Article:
Talking back/taking back TV: Distribution of the Gulf Crisis TV Project went beyond its goals when a PBS affiliate picked up the series and distributed it. This move surprised the producers as well as the viewers of the show who were shocked to see a radical view of the war, but as Cathy Scott, one of the coordinators, recognizes, "it’s taken something as drastic as a war to get community voices on PBS." Hopefully, it is the beginning of a movement toward the democratization of the media. Beyond PBS, the series, as with every Deep Dish series, expanded the network of public access users and local access groups distributing the project. Organizers set up a bicycle system, whereby one station would pass the tapes to the next, for stations that did not have sattelite dishes. In addition, the series acheived its goal of generating local programs in relation to the national show. In Iowa City a video wrap-around was created on a college campus with students from a black students organization commenting on the disproportionate number of black and latino people in the Gulf. A Cape Cod public access station accompanied the national show with an anti-war teach-in conducted by a Women’s Peace group. This war is to be generating a new from of protest organizing: the TV Teach-in, complete with call-in responses, live debates and intensive community programming. Using TV interactively to organize local actions and to generate opposition is becoming a real possibility for regular people to talk back to their TV set. Public access is a site where the things can be debated, where people can create their own dialogue. And by democratizing the media, perhaps we can democratize the country. The Gulf Crisis TV project embodies a sense of hope that individuals can be subjects of history. And making their own TV and contributing to alternative representations is the first step in that process.

As phone were ringing off the hook in the Paper Tiger TV office after the initial airings of the Gulf Crisis TV Project, the most profound and repeated responses were from people who were overjoyed to find that they were not alone in their feelings of opposition. One woman called from Gordonsville, Va whose entire town thought she was insane for putting a coffin with flag on it in her front yard. Harassed by neighbors and distressed by the war, she called Deep Dish, crying with joy that she was not alone. From places as far as the Virgin Islands, says Simone Farkondeh, an organizer of the project, "people were amazed that it was on channel 13 but noone was as amazed and we were. When they see the shows they begin to realize how restricted their viewing has been." Of course, there were some enraged reactions. One hysterical man called up and ranted about the obsenity of criticizing the news and the audacity of putting information into a non-rigid structure.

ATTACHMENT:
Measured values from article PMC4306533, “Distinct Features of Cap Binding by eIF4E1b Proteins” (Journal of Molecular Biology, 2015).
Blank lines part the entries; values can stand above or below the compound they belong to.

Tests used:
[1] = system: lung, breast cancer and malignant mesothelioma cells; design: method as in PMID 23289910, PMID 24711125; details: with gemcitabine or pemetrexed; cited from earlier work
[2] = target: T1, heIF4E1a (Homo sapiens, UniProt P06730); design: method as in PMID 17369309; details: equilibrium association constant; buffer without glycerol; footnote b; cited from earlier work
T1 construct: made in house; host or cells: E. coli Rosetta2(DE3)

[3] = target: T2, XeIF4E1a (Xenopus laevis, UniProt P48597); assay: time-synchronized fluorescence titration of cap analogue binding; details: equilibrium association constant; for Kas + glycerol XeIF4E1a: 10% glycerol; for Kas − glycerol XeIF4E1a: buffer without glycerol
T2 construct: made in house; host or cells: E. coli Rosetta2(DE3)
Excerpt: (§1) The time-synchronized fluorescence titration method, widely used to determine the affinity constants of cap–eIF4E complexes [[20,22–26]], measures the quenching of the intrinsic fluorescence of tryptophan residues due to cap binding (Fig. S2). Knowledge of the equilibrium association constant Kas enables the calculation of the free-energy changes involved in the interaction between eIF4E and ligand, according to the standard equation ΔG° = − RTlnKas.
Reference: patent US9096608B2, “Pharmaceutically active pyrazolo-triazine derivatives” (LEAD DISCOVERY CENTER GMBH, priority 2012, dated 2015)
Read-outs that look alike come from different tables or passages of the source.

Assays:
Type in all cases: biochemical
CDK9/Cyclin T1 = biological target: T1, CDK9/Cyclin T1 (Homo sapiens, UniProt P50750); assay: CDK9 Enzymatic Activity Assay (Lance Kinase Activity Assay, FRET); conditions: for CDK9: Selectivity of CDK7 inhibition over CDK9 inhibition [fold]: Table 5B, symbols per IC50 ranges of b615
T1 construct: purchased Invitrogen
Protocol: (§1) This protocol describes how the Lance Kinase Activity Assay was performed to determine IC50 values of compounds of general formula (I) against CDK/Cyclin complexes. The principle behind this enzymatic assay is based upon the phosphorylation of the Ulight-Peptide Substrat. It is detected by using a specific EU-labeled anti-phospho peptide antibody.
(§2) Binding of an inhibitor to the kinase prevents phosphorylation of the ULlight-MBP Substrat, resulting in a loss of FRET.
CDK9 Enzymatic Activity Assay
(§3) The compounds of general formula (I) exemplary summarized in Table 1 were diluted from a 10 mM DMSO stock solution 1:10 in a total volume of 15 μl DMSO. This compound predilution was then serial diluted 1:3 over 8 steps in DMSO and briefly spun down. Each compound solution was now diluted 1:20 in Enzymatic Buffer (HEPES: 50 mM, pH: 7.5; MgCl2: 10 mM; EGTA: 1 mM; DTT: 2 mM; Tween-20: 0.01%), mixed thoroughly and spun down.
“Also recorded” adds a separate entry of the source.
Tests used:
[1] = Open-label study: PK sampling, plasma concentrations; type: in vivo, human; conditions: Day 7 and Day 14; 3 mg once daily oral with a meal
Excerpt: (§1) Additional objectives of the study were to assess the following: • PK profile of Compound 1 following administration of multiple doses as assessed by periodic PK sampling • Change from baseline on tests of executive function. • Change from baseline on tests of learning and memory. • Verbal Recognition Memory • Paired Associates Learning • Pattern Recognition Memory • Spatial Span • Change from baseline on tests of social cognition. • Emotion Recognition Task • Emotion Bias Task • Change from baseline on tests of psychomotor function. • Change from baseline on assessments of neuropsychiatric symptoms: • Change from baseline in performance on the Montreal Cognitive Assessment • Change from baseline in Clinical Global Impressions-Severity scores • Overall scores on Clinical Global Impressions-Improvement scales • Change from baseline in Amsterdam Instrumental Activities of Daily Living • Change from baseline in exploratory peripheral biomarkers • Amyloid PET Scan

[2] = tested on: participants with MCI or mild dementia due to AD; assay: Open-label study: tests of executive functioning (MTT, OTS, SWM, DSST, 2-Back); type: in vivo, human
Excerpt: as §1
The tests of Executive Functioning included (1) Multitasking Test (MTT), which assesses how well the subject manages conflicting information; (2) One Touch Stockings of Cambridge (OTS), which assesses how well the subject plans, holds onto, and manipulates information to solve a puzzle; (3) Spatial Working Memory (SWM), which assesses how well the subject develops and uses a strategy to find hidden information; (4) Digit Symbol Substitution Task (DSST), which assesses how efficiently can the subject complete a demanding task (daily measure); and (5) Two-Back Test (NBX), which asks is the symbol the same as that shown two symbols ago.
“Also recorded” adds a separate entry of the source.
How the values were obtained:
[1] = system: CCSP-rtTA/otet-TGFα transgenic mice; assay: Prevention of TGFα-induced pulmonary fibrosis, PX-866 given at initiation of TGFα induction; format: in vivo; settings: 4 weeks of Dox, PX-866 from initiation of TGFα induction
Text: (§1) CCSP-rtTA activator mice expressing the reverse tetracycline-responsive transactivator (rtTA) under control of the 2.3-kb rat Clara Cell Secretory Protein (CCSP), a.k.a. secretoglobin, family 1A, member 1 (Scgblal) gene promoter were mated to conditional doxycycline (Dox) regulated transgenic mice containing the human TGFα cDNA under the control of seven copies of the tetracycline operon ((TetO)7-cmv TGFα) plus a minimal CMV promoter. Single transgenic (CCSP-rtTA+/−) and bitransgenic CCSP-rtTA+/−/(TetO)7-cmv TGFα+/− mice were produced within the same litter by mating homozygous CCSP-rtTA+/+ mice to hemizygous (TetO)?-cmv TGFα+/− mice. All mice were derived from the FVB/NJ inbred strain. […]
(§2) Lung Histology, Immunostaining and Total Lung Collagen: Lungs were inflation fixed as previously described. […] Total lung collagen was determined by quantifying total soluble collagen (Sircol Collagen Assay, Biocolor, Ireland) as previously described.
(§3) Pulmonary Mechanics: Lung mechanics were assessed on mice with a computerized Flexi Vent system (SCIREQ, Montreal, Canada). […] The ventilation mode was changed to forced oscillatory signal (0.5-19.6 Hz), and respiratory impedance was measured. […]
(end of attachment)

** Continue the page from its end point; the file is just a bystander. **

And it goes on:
Passive censorship: a strange feeling came over me in the first week of the war; a feeling of hysteria was embracing me which I was receiving from my normally dormant TV set. The images and sounds filling my brain were cold and clinical, a slew of new vocabulary words all related to military weaponry, a series of macho spokesmen in uniform, sophisticated War logos and Nintendo graphics that seemed to be marketing the biggest product ever sold in my lifetime on TV: War. The slick graphics were being developed weeks before the war and TV producers were glad that Bush stayed on schedule because it made them look good. Now, entering the second week of the War as I write this, there are more products being marketed, most notably, Patriotism. The military, having sucked up a million low income youth looking to expand their horizons beyond McDonbald’s, is now advertising patriotism, and ironically, the images in these ads are virtual replicas of those that have filled news broadcasts since the build-up began: the Top Gun-thumbs-up-victorious-pilot shot, USA flags waving on top of aircraft and weapons of destruction silloueted against sunset backdrops that could double as a Club Med ad.

The Gulf Crisis TV Project, produced during the simultaneous arms build-up in the Gulf and the image build-up on TV, provides some visions of the hideous side of war, but if the upcoming episodes are to function as effective counter-propoganda, they must find a way to show the kinds of visual representations that are being censored from TV: body bags, massive destruction and human suffering-- in the U.S., Israel, Iraq, Saudi Arabia and Kuwait. Since they have no current plans to send camcorder crews to the Middle East, an effective way to do that would be to draw visual parallels to past wars.

At the same time, the most significant issues that have vanished from the News lately are the severe crisis’ at home that Bush would like us all to forget about: AIDS, homelessness, environmental devastation and a collapsing economy, and the list goes on... The AIDS activist movement, one of the most powerful movements begun in the Reagan Error, has armed itself with a level of media awareness vital to any contemporay activist movement. And everyone living in the AIDS crisis knows that the devastation must constantly be brought to the eyes and ears of the public. Hence, the slogan "Silence=Death." On January 22, 1991 several AIDS activists infiltrated the factories of centralized corporate representation: the major TV networks. One ACT UPer succeeded in breaking into Dan Rather’s video frame on the live six o’clock news shouting "fight AIDS, not Arabs" and "healthcare, not warfare." That historic moment of video intervention sent out a loud message of clever defiance and desperation. It said "the AIDS crisis is not over" loud and clear. The continuation of the Gulf Crisis TV Project will emphasize the the pressing social issues at home while encouraging media intervention into the War propoganda.